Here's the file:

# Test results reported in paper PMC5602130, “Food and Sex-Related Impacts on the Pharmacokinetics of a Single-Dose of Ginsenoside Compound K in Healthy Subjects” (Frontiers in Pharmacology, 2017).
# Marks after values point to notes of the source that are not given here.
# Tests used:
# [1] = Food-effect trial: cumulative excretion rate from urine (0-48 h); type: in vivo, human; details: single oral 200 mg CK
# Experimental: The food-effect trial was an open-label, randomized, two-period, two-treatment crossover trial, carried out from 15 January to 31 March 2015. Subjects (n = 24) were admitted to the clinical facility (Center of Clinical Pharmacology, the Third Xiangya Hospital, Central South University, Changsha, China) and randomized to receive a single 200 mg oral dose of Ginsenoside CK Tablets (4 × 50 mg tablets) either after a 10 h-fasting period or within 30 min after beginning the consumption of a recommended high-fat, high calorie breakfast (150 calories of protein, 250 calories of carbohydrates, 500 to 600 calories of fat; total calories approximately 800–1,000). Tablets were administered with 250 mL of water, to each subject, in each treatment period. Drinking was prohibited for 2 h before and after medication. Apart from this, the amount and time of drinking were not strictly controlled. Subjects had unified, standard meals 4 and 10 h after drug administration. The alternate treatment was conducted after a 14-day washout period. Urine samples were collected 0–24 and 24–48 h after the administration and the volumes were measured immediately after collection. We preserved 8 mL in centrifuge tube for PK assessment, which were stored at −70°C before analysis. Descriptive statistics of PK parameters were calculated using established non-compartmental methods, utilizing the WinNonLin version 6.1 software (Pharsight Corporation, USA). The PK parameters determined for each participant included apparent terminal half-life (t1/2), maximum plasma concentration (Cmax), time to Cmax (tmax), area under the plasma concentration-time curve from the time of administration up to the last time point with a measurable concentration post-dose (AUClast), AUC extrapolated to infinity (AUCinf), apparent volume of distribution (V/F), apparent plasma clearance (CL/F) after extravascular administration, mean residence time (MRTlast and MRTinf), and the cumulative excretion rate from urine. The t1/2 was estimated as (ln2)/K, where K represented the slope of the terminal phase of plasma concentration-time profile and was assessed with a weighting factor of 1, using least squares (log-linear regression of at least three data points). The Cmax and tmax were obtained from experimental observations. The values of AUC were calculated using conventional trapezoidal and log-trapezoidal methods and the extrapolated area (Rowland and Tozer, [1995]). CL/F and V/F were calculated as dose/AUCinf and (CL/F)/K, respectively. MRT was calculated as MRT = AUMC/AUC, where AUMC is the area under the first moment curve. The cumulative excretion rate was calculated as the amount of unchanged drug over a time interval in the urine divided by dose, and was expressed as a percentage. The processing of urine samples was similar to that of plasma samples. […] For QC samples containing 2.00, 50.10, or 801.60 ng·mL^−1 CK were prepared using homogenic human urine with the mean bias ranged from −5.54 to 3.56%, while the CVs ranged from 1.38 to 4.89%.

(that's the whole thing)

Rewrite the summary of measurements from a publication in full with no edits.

# Test results reported in paper PMC5602130, “Food and Sex-Related Impacts on the Pharmacokinetics of a Single-Dose of Ginsenoside Compound K in Healthy Subjects” (Frontiers in Pharmacology, 2017).
# Marks after values point to notes of the source that are not given here.
# Tests used:
# [1] = Food-effect trial: cumulative excretion rate from urine (0-48 h); type: in vivo, human; details: single oral 200 mg CK
# Experimental: The food-effect trial was an open-label, randomized, two-period, two-treatment crossover trial, carried out from 15 January to 31 March 2015. Subjects (n = 24) were admitted to the clinical facility (Center of Clinical Pharmacology, the Third Xiangya Hospital, Central South University, Changsha, China) and randomized to receive a single 200 mg oral dose of Ginsenoside CK Tablets (4 × 50 mg tablets) either after a 10 h-fasting period or within 30 min after beginning the consumption of a recommended high-fat, high calorie breakfast (150 calories of protein, 250 calories of carbohydrates, 500 to 600 calories of fat; total calories approximately 800–1,000). Tablets were administered with 250 mL of water, to each subject, in each treatment period. Drinking was prohibited for 2 h before and after medication. Apart from this, the amount and time of drinking were not strictly controlled. Subjects had unified, standard meals 4 and 10 h after drug administration. The alternate treatment was conducted after a 14-day washout period. Urine samples were collected 0–24 and 24–48 h after the administration and the volumes were measured immediately after collection. We preserved 8 mL in centrifuge tube for PK assessment, which were stored at −70°C before analysis. Descriptive statistics of PK parameters were calculated using established non-compartmental methods, utilizing the WinNonLin version 6.1 software (Pharsight Corporation, USA). The PK parameters determined for each participant included apparent terminal half-life (t1/2), maximum plasma concentration (Cmax), time to Cmax (tmax), area under the plasma concentration-time curve from the time of administration up to the last time point with a measurable concentration post-dose (AUClast), AUC extrapolated to infinity (AUCinf), apparent volume of distribution (V/F), apparent plasma clearance (CL/F) after extravascular administration, mean residence time (MRTlast and MRTinf), and the cumulative excretion rate from urine. The t1/2 was estimated as (ln2)/K, where K represented the slope of the terminal phase of plasma concentration-time profile and was assessed with a weighting factor of 1, using least squares (log-linear regression of at least three data points). The Cmax and tmax were obtained from experimental observations. The values of AUC were calculated using conventional trapezoidal and log-trapezoidal methods and the extrapolated area (Rowland and Tozer, [1995]). CL/F and V/F were calculated as dose/AUCinf and (CL/F)/K, respectively. MRT was calculated as MRT = AUMC/AUC, where AUMC is the area under the first moment curve. The cumulative excretion rate was calculated as the amount of unchanged drug over a time interval in the urine divided by dose, and was expressed as a percentage. The processing of urine samples was similar to that of plasma samples. […] For QC samples containing 2.00, 50.10, or 801.60 ng·mL^−1 CK were prepared using homogenic human urine with the mean bias ranged from −5.54 to 3.56%, while the CVs ranged from 1.38 to 4.89%.